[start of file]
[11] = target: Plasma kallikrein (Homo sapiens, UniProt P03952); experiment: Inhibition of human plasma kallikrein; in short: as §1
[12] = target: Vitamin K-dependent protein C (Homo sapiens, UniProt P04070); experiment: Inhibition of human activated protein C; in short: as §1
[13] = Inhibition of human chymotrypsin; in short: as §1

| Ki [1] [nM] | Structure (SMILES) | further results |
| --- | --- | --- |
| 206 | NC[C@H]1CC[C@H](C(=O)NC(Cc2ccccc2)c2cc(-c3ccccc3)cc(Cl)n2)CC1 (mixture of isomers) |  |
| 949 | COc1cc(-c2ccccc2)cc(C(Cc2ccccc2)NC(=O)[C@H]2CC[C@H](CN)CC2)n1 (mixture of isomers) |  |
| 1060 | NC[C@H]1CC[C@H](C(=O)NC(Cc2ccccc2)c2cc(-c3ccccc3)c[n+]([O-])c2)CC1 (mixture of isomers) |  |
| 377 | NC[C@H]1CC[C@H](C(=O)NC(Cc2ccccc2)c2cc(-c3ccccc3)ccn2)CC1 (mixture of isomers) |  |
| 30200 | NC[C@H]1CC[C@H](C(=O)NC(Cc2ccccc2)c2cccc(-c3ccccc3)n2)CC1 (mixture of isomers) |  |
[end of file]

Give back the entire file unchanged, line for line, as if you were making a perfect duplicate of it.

[11] = target: Plasma kallikrein (Homo sapiens, UniProt P03952); experiment: Inhibition of human plasma kallikrein; in short: as §1
[12] = target: Vitamin K-dependent protein C (Homo sapiens, UniProt P04070); experiment: Inhibition of human activated protein C; in short: as §1
[13] = Inhibition of human chymotrypsin; in short: as §1

| Ki [1] [nM] | Structure (SMILES) | further results |
| --- | --- | --- |
| 206 | NC[C@H]1CC[C@H](C(=O)NC(Cc2ccccc2)c2cc(-c3ccccc3)cc(Cl)n2)CC1 (mixture of isomers) |  |
| 949 | COc1cc(-c2ccccc2)cc(C(Cc2ccccc2)NC(=O)[C@H]2CC[C@H](CN)CC2)n1 (mixture of isomers) |  |
| 1060 | NC[C@H]1CC[C@H](C(=O)NC(Cc2ccccc2)c2cc(-c3ccccc3)c[n+]([O-])c2)CC1 (mixture of isomers) |  |
| 377 | NC[C@H]1CC[C@H](C(=O)NC(Cc2ccccc2)c2cc(-c3ccccc3)ccn2)CC1 (mixture of isomers) |  |
| 30200 | NC[C@H]1CC[C@H](C(=O)NC(Cc2ccccc2)c2cccc(-c3ccccc3)n2)CC1 (mixture of isomers) |  |